This article is a U.S. Government work and is in the public domain in the U.S.A.
This paper presents a strategy for diagnostic verification of hydrologic ensembles, based on the selection of summary verification metrics (which could be extended to more detailed metrics) and the analysis of the relative contribution of the different sources of error. Such diagnostic verification could be conducted with the Ensemble Verification System (EVS) and is illustrated with a verification case study of experimental precipitation and streamflow ensemble reforecasts over a 24-year period. The EVS is proposed as a flexible and modular tool for the HEPEX verification test-bed to evaluate existing and emerging verification methods that are appropriate for hydrologic applications. Published in 2010 by John Wiley & Sons, Ltd.
Atmospheric and hydrologic forecasts are subject to uncertainty, which needs to be systematically quantified and effectively communicated to users (NRC, 2006). A common approach to providing such information in an operational forecasting context is to generate ensemble forecasts from which probabilistic statements are issued [e.g. see examples of operational ensemble flood forecasting systems in (Cloke and Pappenberger, 2009)]. Hydrologic ensembles and their corresponding hydrometeorological forecasts need to be routinely verified to improve both research and operations (Welles et al., 2007). Although hydrologic forecast verification has been limited to date, a number of verification case studies with hydrologic ensembles have been published (see references quoted in Cloke and Pappenberger, 2009). Furthermore, the meteorology and hydrology communities need to closely collaborate to define verification metrics and practices that are appropriate for hydrologic applications (Pappenberger et al., 2008). Such forecast verification needs to include two activities (Demargne et al., 2009): (1) diagnostic verification performed by scientists and operational forecasters to monitor forecast quality over time, analyze the different sources of error and skill across the entire river forecasting process, and evaluate forecast skill improvement from new science and technology; and (2) real-time verification, which aims to communicate along with real-time forecasts (and before the corresponding observations occur), verification information relative to historical analogue forecasts to assist operational forecasters and end users in their decision making.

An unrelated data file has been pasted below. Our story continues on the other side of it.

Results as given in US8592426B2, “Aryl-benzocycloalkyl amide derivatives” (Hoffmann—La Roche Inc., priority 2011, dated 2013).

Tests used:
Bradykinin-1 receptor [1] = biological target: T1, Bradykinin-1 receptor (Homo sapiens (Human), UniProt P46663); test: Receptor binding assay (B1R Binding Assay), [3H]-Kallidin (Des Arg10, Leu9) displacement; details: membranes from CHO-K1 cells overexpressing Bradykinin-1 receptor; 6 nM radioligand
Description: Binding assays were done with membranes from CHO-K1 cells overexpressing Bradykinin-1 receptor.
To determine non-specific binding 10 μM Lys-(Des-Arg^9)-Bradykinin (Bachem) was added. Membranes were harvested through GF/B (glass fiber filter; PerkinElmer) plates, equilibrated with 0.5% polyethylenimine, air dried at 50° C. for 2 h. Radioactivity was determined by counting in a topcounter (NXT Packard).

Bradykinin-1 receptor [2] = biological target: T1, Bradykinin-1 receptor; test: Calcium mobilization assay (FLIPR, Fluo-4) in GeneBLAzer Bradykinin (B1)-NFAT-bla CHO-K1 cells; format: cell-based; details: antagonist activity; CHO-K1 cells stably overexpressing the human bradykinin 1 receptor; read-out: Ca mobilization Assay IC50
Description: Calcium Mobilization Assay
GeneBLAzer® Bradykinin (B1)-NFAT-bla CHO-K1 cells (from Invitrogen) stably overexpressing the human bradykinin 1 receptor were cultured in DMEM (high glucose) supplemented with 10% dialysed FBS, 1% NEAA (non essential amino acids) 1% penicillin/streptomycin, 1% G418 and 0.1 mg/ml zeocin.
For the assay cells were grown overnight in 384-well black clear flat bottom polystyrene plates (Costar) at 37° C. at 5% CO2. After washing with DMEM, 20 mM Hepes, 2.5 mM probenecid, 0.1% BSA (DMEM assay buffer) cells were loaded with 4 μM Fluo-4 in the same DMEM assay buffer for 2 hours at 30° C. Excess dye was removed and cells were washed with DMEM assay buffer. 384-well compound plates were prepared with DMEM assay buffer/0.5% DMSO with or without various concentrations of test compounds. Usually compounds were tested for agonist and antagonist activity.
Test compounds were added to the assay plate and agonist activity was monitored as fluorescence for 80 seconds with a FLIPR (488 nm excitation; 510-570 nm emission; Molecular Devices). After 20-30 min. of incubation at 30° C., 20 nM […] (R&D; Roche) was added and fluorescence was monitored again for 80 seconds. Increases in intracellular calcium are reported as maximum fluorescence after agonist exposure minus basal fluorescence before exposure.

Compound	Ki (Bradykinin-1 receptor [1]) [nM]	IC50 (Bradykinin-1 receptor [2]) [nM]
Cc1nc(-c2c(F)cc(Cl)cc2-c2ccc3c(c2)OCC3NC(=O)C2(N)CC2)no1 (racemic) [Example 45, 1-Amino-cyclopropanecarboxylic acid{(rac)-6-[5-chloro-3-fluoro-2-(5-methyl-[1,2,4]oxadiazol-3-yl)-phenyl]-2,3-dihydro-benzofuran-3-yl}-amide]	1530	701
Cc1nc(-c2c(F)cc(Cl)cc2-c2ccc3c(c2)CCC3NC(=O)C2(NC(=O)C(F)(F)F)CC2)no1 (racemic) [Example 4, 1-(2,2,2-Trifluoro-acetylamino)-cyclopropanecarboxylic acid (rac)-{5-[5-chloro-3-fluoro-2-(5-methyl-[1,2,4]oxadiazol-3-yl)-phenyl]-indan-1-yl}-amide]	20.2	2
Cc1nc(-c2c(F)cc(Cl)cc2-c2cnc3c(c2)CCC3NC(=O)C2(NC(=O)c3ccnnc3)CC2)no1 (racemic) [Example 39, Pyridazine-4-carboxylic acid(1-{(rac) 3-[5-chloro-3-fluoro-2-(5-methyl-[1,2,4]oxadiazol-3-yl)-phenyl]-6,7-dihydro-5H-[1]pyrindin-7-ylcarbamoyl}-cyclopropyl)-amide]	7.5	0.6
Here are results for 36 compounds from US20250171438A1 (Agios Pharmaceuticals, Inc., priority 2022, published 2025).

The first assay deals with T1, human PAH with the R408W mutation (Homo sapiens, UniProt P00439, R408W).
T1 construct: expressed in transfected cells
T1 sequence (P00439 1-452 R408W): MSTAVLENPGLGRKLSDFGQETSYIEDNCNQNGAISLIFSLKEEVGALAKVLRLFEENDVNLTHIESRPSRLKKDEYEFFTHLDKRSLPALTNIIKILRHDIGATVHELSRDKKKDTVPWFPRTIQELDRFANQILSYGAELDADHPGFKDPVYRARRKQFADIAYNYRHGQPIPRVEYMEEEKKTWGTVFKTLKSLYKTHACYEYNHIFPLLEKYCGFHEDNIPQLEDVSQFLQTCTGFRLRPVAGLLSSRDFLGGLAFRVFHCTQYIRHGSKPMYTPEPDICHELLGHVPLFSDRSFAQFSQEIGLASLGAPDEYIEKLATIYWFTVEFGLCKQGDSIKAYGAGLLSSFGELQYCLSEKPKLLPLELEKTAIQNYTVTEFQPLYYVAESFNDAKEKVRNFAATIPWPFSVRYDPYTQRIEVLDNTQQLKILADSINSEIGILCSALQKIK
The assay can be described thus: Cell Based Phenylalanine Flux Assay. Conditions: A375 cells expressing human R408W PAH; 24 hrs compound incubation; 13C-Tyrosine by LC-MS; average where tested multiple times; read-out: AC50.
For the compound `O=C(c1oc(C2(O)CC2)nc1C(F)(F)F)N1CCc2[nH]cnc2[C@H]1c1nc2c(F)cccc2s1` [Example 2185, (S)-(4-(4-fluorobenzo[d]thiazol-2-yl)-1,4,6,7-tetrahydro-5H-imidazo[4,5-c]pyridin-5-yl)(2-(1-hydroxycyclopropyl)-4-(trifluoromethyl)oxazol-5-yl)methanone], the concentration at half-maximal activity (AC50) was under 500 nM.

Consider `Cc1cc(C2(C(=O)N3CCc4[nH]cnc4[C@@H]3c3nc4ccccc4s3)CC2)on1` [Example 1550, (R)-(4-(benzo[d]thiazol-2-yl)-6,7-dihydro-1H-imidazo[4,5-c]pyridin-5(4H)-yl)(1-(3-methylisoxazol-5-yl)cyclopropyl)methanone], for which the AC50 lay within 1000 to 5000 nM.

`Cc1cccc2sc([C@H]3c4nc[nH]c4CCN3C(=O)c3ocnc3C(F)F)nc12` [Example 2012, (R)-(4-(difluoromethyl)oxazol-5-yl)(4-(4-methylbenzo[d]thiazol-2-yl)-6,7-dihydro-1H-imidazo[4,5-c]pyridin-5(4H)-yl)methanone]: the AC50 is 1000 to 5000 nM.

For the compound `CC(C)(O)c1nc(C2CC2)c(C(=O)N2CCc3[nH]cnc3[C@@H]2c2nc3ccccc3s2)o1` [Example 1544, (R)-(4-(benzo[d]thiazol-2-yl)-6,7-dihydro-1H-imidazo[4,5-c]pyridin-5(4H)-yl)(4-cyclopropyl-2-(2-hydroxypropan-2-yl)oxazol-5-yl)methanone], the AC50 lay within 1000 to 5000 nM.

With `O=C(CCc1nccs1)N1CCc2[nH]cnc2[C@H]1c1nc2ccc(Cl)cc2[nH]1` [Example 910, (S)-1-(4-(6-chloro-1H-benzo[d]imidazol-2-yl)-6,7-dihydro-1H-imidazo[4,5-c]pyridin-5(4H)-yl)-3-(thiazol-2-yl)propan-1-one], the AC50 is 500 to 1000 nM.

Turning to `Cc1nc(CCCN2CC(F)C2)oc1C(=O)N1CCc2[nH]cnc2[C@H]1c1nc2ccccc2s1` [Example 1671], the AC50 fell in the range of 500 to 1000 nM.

The Office of Hydrologic Development (OHD) of the National Oceanic and Atmospheric Administration (NOAA) National Weather Service (NWS) has developed various capabilities for the Hydrologic Ensemble Forecast System (HEFS) to provide river ensemble forecasts for a wide range of spatiotemporal scales, from hours for flash flood forecasts at local scale, to months for water supply forecasts at regional scale. The Ensemble Verification System (EVS) developed by Brown et al. (2010) is the diagnostic verification component of the HEFS, designed to verify ensemble forecasts of any continuous numeric variables, produced at discrete locations and for any forecast horizon and time step. The OHD and the National Centers for Environmental Prediction (NCEP) are currently collaborating to improve the climate, weather, and river forecasts at the catchment scale for the HEFS and define standard verification metrics and products that are meaningful for hydrologic applications.
In this paper, a strategy for diagnostic verification is proposed for hydrologic ensembles, based on the selection of summary verification metrics and the analysis of the different sources of error in the forecasting system. This approach is illustrated with a verification case study of experimental HEFS precipitation and streamflow ensembles from a 24-year period using the EVS software. Finally, future work and on-going collaborations to advance ensemble verification in operational river forecasting are described.
2. Diagnostic verification of hydrologic forecasts
The quality of forecast ensembles includes several attributes (Wilks, 2006), such as reliability, resolution, discrimination, and skill. Therefore, a variety of verification metrics need to be analyzed concurrently. The following verification metrics are proposed as key summary metrics to describe the main aspects in forecast quality and are briefly described hereafter (see further details in Jolliffe and Stephenson, 2003, Wilks, 2006, and Brown et al., 2010). Such summary verification information could be used by forecasters and scientists, as a screening tool before analyzing further specific quality attributes for events of interest, as well as by managers for tracking forecast performance.